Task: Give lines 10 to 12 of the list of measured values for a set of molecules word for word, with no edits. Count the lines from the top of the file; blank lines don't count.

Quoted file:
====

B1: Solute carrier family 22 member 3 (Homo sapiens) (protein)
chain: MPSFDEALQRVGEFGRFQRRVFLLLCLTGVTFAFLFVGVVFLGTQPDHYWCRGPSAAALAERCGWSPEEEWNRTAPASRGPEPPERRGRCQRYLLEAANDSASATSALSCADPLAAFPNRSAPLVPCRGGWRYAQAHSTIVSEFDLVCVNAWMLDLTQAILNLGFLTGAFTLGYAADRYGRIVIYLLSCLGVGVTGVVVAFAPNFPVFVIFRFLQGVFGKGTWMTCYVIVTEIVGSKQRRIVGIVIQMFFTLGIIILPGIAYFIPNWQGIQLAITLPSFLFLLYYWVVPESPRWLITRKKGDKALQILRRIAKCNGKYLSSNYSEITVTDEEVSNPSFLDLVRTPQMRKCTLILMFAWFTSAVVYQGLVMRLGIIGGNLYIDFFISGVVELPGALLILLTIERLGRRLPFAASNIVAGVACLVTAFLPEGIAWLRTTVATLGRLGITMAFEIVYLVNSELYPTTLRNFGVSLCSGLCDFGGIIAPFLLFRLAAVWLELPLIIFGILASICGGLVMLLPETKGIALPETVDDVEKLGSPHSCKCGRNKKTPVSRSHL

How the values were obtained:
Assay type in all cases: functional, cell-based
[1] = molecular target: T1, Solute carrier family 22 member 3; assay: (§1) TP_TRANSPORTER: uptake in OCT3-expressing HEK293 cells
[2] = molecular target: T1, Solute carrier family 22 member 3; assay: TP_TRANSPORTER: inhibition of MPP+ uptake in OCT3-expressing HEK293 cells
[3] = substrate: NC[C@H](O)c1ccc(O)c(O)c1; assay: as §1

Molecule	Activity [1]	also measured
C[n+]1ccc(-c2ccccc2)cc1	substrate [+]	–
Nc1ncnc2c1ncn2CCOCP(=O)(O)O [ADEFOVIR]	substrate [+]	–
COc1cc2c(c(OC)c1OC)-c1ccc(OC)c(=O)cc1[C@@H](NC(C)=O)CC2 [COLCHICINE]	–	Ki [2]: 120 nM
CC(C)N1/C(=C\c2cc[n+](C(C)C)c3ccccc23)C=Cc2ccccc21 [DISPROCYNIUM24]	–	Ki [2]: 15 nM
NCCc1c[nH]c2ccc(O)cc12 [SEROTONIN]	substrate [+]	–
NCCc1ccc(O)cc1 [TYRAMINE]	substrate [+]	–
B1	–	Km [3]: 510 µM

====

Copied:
Nc1ncnc2c1ncn2CCOCP(=O)(O)O [ADEFOVIR]	substrate [+]	–
COc1cc2c(c(OC)c1OC)-c1ccc(OC)c(=O)cc1[C@@H](NC(C)=O)CC2 [COLCHICINE]	–	Ki [2]: 120 nM
CC(C)N1/C(=C\c2cc[n+](C(C)C)c3ccccc23)C=Cc2ccccc21 [DISPROCYNIUM24]	–	Ki [2]: 15 nM